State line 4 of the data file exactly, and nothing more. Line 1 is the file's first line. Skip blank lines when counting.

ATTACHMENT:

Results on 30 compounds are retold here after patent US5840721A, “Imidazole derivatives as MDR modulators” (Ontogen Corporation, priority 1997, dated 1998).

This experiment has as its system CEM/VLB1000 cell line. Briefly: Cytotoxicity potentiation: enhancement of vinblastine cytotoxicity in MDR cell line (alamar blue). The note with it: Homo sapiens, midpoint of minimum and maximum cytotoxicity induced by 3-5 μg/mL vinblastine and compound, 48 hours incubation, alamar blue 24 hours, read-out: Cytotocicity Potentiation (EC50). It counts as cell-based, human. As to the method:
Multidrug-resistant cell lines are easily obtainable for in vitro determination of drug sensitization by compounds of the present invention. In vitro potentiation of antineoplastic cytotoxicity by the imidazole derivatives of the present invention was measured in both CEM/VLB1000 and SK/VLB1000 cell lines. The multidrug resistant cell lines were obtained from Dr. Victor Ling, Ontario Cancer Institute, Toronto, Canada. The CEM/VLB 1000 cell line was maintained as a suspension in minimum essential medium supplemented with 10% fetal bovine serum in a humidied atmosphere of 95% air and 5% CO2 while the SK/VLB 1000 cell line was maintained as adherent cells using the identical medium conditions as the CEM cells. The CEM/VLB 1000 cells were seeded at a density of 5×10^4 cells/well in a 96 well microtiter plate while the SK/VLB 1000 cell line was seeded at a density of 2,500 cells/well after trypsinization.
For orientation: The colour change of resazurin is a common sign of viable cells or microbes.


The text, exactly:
For orientation: The colour change of resazurin is a common sign of viable cells or microbes.